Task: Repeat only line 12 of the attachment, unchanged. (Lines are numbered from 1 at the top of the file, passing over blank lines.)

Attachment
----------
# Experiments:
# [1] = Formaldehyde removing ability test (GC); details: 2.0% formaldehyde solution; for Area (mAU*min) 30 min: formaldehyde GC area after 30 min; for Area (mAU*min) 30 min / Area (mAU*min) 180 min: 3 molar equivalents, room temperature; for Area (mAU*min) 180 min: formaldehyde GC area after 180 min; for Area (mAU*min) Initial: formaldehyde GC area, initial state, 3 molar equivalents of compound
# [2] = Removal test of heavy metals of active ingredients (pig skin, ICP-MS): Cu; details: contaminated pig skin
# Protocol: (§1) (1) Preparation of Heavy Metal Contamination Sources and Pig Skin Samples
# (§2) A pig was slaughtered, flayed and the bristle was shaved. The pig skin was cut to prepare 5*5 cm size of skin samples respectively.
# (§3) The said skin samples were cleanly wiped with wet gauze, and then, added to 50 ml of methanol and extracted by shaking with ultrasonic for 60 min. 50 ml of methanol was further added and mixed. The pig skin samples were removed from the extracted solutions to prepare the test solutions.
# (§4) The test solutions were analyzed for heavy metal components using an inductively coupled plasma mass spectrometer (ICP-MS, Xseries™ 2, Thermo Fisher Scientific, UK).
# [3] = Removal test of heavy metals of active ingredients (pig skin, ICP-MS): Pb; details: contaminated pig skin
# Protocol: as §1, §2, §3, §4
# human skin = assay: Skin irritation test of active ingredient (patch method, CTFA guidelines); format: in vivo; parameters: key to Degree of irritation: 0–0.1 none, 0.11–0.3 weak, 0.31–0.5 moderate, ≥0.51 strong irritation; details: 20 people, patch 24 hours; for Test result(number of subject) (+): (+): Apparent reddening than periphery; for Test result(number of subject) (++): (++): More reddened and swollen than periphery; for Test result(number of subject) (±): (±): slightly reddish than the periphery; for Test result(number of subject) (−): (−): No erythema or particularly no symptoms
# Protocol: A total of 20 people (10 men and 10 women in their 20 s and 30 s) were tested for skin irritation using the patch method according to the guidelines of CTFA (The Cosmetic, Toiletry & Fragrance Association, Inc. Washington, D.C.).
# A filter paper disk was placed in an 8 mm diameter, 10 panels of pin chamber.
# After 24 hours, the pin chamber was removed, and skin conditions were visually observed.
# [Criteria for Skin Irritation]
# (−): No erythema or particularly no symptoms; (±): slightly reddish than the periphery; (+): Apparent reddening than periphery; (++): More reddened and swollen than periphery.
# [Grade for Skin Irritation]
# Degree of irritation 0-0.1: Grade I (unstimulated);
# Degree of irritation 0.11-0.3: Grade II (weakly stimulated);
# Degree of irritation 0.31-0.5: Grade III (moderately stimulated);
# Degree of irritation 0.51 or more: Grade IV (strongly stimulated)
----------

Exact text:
# A filter paper disk was placed in an 8 mm diameter, 10 panels of pin chamber.